Memory and Multitasking

How good's your short-term memory? Particularly when you're juggling several thoughts at once?

Mine's pretty good - if you saw my recent post Things You Can't Teach, you can add 'excellent memory' to the list of attributes associated with both Cancer and the Year of the Pig.

But how do I keep my memory at its best, and how does that help with copywriting?

Remember to Remember

It's easy to forget to use your memory these days.

Birthdays? There's an app for that. Note-taking? There's an app for that. Or a program. Or a Post-it note. Whatever, there are millions of high-tech and low-tech ways to remind yourself of things.

And there's nothing wrong with that. It takes repetition to cement information into your long-term memory, so there's no reason not to make a note of something the first time you hear it.

With short-term memory, though, you need to keep using it to keep it at its best. I'm not advocating those "tell yourself a story" methods of remembering things - they've never worked for me.

My method is simple - repeat the information once or twice in my main internal voice, and then keep that playing on a loop at the back of my mind while I deal with something else.

To retrieve the information, just bring that voice back to the fore and listen to what it says. It's like a mental dictaphone, and it works. For me, anyway.

An Example...

My bank recently sent out those plastic key fobs that generate a unique code when you want to log in to your account.

You get a few minutes' grace to use the code, so I generate mine first, before beginning the login process, and memorise it.

I then have to remember my internet banking ID - a ten-digit random number - and a further password (I use a randomly generated sequence of letters, numbers and punctuation, for better security).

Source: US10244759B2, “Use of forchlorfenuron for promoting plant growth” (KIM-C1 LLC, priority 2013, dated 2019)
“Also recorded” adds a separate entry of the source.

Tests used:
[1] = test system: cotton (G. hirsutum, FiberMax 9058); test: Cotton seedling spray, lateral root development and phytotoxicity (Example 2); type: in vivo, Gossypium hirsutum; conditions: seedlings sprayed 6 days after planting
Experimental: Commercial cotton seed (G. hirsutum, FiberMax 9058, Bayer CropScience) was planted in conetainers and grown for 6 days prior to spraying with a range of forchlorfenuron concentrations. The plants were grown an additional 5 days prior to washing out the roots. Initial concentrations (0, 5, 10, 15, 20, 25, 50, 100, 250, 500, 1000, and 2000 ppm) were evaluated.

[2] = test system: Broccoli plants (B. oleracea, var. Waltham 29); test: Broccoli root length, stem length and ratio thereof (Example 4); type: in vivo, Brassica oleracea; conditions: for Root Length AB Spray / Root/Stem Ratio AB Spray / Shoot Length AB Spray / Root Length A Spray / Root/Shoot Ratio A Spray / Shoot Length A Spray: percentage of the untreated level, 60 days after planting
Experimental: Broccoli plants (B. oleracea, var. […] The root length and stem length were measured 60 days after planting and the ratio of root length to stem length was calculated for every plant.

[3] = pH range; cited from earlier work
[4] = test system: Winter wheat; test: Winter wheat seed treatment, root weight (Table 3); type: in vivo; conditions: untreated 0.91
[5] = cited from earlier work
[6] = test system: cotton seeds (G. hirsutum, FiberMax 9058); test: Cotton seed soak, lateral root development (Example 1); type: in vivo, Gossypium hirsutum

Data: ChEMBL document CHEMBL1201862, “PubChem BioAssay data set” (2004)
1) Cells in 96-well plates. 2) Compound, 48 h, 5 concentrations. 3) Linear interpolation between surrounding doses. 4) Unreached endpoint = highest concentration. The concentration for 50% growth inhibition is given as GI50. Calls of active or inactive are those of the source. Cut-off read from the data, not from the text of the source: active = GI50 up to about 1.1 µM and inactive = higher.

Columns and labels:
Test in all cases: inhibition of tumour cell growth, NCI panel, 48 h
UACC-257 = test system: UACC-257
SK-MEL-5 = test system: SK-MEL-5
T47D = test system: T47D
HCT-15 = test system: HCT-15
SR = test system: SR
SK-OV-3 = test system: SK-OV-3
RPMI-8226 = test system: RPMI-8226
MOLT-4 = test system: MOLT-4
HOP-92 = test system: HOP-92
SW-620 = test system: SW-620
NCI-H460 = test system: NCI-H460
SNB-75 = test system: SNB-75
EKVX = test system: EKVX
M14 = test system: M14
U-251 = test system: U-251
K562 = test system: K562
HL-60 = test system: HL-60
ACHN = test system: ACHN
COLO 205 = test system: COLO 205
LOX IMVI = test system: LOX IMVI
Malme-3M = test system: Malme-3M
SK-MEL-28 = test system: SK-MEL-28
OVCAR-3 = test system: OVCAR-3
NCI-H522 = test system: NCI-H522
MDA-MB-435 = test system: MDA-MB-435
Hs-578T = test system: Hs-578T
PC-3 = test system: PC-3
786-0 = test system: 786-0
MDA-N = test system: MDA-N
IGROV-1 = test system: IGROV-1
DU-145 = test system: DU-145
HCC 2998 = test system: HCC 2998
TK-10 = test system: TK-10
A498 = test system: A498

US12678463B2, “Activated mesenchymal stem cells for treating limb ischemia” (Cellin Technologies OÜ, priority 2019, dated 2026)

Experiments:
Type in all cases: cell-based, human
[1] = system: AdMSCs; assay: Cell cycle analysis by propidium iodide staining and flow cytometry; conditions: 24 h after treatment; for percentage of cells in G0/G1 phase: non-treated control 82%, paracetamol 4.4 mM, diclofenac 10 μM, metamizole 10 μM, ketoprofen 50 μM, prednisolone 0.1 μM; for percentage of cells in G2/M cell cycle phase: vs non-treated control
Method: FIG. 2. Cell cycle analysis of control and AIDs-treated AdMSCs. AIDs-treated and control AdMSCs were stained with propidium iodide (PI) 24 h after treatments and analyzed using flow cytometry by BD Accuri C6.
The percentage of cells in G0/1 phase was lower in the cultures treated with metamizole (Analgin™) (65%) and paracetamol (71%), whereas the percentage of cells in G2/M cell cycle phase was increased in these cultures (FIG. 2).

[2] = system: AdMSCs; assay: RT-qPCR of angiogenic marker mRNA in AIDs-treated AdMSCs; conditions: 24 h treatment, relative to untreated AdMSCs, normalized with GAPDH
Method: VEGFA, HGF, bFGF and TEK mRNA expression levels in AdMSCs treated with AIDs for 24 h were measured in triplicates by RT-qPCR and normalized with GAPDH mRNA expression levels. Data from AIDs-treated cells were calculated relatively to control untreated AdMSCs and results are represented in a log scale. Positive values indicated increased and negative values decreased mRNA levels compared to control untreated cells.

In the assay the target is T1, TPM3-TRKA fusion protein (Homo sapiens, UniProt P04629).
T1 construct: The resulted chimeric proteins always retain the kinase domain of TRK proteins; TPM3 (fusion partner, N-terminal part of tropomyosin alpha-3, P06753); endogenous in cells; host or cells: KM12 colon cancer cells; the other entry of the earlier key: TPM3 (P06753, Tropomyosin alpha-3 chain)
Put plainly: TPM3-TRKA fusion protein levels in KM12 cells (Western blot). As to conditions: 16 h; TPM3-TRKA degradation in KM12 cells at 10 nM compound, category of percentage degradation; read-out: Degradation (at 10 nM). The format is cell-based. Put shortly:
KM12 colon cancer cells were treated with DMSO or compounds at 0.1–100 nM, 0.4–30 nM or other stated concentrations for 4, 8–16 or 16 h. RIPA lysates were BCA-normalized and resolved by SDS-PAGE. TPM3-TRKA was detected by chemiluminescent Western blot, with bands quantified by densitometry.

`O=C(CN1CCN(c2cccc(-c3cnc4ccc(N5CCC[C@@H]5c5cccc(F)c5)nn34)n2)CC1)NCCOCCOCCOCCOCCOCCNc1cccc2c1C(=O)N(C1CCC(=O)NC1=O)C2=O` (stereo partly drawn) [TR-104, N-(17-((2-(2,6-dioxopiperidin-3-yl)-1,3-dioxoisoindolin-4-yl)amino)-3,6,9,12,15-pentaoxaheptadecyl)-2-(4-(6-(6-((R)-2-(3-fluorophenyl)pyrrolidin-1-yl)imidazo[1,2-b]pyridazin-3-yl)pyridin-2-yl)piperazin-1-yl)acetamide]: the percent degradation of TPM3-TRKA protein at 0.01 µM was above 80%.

Once those are entered in, I can type in the login code from my key fob. As yet, I haven't failed to remember it, without having to look back at the display.

It's not the most challenging of tasks, but keeping the login code in my mind while reciting the other sequences of numbers and letters exercises my memory and, in particular, my ability to store one piece of information while recalling another.

Memory and Copywriting

If that all sounds a little robotic, then remember that the following elements all contribute to a single piece of online copy:

  • grammar and spelling

  • optimum word count

  • ideal sentence and paragraph length

  • tone of voice

  • inclusion of SEO keywords and phrases

  • working around illustrations

  • structural elements - subheaders, bullet lists, block quotes
There are plenty of other issues to balance - offsetting short-tail and long-tail keywords on the same page, positioning calls to action, and so on.

The point is, a strong short-term memory gives me a place to store all of this structural detail, so I have a mental framework into which I can place my text as I compose it.

While this is not 100% of the process, it generally means my content is logically structured, with clear progression, a good balance of different topics (within the same general theme, as appropriate) and a great deal of clarity.

And yes, I am a man - but I can multitask. Honest.